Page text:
# [seqfan] please advise: count of decompositions of permutatations of n into products of involution pairs

wouter meeussen wouter.meeussen at pandora.be
Tue Aug 4 23:06:18 CEST 2009

```dear all,

for 1, 2, 10, 46, 326, 2476, 22492,...
I could argue that, to some, it might be of interest to count the
decompositions of the permutations of n into pairs of involutions. If not
now, then maybe later.

Any permutation can be written as a product of a pair of involutions, and
often in many ways. A notorious mathematician once (1998?) showed me how.
"You only need to wite the permutation in cycle form, and, for even cycles,
do as the first half:

1
\
2                   6
\
\
\
3                     5
\
4

and then, for the second half (second involution),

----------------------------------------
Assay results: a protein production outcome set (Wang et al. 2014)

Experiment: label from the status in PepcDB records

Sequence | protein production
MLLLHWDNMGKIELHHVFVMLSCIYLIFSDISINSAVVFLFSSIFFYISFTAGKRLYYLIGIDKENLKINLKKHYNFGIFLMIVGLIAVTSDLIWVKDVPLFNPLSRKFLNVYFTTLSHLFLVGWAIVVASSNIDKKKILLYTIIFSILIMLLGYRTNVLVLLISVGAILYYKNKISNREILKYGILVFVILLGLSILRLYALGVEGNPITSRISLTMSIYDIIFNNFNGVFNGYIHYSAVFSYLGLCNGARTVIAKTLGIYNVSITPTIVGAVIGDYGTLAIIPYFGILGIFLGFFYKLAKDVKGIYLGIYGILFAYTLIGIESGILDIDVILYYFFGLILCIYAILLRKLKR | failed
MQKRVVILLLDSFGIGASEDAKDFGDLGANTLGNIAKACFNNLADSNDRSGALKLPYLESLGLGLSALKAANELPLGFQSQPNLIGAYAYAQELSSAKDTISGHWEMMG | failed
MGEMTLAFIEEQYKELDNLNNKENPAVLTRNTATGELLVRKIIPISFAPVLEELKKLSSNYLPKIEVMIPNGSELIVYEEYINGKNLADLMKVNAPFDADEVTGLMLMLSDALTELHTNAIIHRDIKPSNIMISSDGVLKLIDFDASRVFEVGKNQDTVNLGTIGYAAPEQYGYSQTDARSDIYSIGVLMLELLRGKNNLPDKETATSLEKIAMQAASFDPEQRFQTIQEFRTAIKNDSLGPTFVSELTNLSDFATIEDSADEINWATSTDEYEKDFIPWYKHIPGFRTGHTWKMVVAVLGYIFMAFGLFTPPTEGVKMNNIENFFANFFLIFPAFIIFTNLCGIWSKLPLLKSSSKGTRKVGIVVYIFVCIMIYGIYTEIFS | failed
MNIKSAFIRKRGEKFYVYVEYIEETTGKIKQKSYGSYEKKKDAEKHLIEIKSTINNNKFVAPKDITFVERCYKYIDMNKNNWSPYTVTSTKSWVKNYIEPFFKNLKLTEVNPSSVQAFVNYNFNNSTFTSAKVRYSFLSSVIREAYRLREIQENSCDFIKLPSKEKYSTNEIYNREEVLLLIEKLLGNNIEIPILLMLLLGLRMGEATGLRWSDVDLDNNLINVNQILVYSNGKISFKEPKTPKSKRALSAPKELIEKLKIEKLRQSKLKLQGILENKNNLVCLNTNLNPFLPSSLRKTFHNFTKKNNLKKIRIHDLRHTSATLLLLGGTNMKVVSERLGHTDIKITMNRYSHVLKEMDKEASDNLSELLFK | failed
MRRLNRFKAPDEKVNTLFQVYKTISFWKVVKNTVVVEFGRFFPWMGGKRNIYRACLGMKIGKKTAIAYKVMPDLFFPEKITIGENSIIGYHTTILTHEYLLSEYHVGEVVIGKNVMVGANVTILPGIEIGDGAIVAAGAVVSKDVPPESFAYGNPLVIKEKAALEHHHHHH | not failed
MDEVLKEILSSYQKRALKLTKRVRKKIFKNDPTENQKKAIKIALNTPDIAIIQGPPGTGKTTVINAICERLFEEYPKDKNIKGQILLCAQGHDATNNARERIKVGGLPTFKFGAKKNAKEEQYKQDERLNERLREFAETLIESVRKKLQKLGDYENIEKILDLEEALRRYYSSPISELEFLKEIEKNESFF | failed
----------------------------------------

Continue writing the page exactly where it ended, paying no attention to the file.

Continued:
___
\   /
1

2 ------------ 6

3 ------------ 5

4
/     \
----

and for the odd cycles, just do the other thing (with only one loop).
(That"s how the old ones sketched proofs).
After a day or so, I understood.

About ten years later, it came to me that the set of permutations of n
generates more than n! couples of involutions as its decompositions (no, not
prime, not unique).

Count of which is, teasingly to n=36: (offset 1)

1, 2, 10, 46, 326, 2476, 22492, 222860, 2539756, 31101976, 424163576,
6183804232, 98022462760, 1653222913616, 29862161016976, 570997442386576,
11573674977168272, 247136949802012960, 5552950221534095776,
130868386599399370976, 3227555172686193633376, 83164157620475009758912,
2232922569081925813952960, 62421208989699816969363136

No, this did *not* take ten years to calculate. 8 seconds sufficed.
Validation?
Who comes up with a GF for this abomination?

And, please, a more concise and lucid description vs.the current title?

Wouter.

```